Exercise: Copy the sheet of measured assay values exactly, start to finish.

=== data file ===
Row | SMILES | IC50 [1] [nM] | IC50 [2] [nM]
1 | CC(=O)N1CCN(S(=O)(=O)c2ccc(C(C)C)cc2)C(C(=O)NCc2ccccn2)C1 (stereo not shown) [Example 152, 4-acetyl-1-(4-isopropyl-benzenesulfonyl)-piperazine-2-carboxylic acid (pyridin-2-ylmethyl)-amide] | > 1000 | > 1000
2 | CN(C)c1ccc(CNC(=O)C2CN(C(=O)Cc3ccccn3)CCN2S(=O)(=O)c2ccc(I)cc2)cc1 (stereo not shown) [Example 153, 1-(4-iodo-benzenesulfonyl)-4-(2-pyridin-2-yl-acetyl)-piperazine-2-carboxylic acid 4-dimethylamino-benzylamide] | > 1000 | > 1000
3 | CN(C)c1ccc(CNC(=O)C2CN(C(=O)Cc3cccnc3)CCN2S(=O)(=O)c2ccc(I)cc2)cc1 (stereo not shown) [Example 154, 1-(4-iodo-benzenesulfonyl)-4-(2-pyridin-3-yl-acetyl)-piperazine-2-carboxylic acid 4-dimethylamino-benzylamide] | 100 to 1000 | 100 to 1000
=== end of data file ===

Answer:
Row | SMILES | IC50 [1] [nM] | IC50 [2] [nM]
1 | CC(=O)N1CCN(S(=O)(=O)c2ccc(C(C)C)cc2)C(C(=O)NCc2ccccn2)C1 (stereo not shown) [Example 152, 4-acetyl-1-(4-isopropyl-benzenesulfonyl)-piperazine-2-carboxylic acid (pyridin-2-ylmethyl)-amide] | > 1000 | > 1000
2 | CN(C)c1ccc(CNC(=O)C2CN(C(=O)Cc3ccccn3)CCN2S(=O)(=O)c2ccc(I)cc2)cc1 (stereo not shown) [Example 153, 1-(4-iodo-benzenesulfonyl)-4-(2-pyridin-2-yl-acetyl)-piperazine-2-carboxylic acid 4-dimethylamino-benzylamide] | > 1000 | > 1000
3 | CN(C)c1ccc(CNC(=O)C2CN(C(=O)Cc3cccnc3)CCN2S(=O)(=O)c2ccc(I)cc2)cc1 (stereo not shown) [Example 154, 1-(4-iodo-benzenesulfonyl)-4-(2-pyridin-3-yl-acetyl)-piperazine-2-carboxylic acid 4-dimethylamino-benzylamide] | 100 to 1000 | 100 to 1000